Second Life

 I was unable to join in the synchronous session this week, but did see the many comments being made about the session later on Facebook. It sounded very confusing!

A friend of mine loves Second Life, so I figured since my schedule has been so nuts this week I would ask her to show me around. I’ll be honest, she logged in with me there and I watched her and played around using her Avatar rather than creating a mini-me 🙂 I think my reactions to Second Life sound a bit similar to some of the other postings I’m seeing, but at the risk of sounding redundant and judgmental based on a very small sampling of Second Life, here are my thoughts:

I think the idea is cool, but it reminding me SO much of SIMS 🙂 I was an avid player of SIMS when I was much younger and have to say I missed it when I saw how Second Life worked. In that sense I wondered how distracting the “game” element of Second Life might be for teaching purposes. I also wondered how serious older or returning students would take this type of tool for online learning. Many of my online students are full time employees who already have a career and a family and are using their online coursework to advance in their current career or move into another one. I then decided to ask my mother, whom I have mentioned before is in a graduate program that is fully online through a state university, what she would think if her instructor proposed a Second Life session during one of her units. She said she would prefer something more academic and voiced her concerns about having to log-in and virtually learn a whole new game in order to participate in a class discussion. She felt a discussion board for a group of students her age, regardless of undergraduate or graduate level, would be more beneficial and be received as more professional coming from the instructor. These reactions confirmed my fears that the “game” element would interfere with any other tangible benefits I might hope to pass on.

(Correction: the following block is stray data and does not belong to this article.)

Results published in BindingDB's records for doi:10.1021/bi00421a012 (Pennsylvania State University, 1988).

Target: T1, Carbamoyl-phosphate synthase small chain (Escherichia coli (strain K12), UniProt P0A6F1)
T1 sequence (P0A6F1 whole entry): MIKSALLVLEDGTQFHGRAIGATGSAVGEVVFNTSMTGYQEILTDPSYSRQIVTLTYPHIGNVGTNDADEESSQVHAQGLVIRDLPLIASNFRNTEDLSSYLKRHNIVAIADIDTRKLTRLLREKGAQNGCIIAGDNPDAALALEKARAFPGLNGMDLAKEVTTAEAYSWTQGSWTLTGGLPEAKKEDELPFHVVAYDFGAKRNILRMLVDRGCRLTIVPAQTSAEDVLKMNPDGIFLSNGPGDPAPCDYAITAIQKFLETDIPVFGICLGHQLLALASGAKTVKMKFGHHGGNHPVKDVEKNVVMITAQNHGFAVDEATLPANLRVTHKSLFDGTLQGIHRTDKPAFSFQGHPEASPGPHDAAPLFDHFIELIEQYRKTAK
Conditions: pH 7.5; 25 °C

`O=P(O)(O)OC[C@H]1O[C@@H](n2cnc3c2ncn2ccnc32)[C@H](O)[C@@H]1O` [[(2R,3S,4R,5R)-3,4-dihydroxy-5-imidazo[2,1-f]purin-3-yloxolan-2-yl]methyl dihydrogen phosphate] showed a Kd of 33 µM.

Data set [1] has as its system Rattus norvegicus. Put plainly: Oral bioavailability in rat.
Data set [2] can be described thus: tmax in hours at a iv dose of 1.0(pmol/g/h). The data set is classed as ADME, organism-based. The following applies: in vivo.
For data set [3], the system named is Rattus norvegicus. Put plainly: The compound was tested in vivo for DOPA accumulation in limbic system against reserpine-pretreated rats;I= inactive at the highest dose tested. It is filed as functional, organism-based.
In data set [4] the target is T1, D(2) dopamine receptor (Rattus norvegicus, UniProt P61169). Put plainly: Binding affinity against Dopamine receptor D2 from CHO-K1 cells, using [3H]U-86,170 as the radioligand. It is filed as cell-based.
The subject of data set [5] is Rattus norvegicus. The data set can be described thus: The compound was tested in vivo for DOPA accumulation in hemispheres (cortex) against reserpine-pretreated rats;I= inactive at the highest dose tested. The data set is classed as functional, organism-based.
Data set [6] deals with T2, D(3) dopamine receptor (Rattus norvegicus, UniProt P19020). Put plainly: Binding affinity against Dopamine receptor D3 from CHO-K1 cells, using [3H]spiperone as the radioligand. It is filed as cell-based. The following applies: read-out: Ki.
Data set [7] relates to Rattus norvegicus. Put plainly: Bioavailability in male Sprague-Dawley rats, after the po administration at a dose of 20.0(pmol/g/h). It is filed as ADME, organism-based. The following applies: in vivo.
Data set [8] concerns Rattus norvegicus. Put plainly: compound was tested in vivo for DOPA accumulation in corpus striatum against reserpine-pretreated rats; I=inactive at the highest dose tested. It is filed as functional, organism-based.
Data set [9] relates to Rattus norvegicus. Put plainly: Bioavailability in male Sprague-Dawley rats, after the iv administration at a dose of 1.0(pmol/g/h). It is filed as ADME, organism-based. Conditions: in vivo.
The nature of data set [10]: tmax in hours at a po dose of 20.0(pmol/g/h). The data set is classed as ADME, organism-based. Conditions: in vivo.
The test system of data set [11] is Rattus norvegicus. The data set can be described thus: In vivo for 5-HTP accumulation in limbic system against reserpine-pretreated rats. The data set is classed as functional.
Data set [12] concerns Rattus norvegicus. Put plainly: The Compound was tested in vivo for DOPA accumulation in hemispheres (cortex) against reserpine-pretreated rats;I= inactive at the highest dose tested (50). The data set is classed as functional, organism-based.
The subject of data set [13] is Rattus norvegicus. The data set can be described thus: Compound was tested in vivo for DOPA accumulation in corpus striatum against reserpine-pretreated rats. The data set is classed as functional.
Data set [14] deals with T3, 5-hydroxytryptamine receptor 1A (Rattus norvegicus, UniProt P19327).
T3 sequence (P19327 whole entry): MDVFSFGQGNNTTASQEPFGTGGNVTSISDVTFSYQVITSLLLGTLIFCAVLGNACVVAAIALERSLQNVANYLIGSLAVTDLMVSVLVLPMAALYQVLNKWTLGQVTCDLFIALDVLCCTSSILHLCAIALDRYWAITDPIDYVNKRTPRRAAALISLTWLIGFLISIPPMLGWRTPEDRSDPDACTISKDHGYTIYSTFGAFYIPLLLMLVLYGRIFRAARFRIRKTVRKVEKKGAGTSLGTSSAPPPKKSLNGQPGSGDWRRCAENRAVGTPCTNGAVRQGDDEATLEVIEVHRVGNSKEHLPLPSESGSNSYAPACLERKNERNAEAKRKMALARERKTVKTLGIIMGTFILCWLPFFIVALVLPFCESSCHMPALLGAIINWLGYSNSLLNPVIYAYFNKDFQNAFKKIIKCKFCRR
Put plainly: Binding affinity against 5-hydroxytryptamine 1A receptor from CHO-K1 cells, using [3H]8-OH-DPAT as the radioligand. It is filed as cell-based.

I do wonder, however, if for a younger group of students, say freshmen and sophomore, if Second Life would be helpful and even preferred. I think younger students would enjoy it more than older ones might, at least given my experience with both groups, but I am still suspicious of how much they might actually learn. I do not teach those groups online though and so my concern right now with Second Life is its practicality in my current courses. I honestly think I would lean more towards an Elluminate session over a Second Life session because I do not know what I would accomplish in a Second Life session that I could not accomplish in an Elluminate session. Elluminate also seems easier to access, whereas the learning curve for Second Life seems a bit steep.


4 Comments (+add yours?)

  1. Greg Walker
    Nov 02, 2011 @ 20:55:53

    Aloha Erica,
    thought you might be interested in what John Rogate and Marjon Klapwijk recently presented at a Sloan conference- Second Life is Dead – Prepare for an OpenSim World.
    “Linden Labs and Second Life are rapidly becoming a dying entity. Schools are flocking to alternative Virtual World solutions. Now there is a low/no cost and secure alternative to Second Life. OpenSimulator is a rapidly spreading alternative. Virtual Worlds are coming.”

    Here is the website.
    OpenSim (



    • ericaduran
      Nov 02, 2011 @ 22:31:53


      Thanks for passing this on. I went and checked it out and like the limited amount of space one can utilize in OpenSimulator. It also feels like the learning curve for this one might be a bit kinder than Second Life perhaps because it is simpler.

      I still feel this is a type of environment suited for certain audiences and learners, but the dividends may become obvious to me yet 🙂



  2. librarian05
    Nov 03, 2011 @ 22:29:14

    I echo your thoughts. I guess everything is not ideal for all setting….I envision this application more for freshman in an academic library setting. It was my first experience with Second Life but I wondered if I could tailor the setting in a form of tour.


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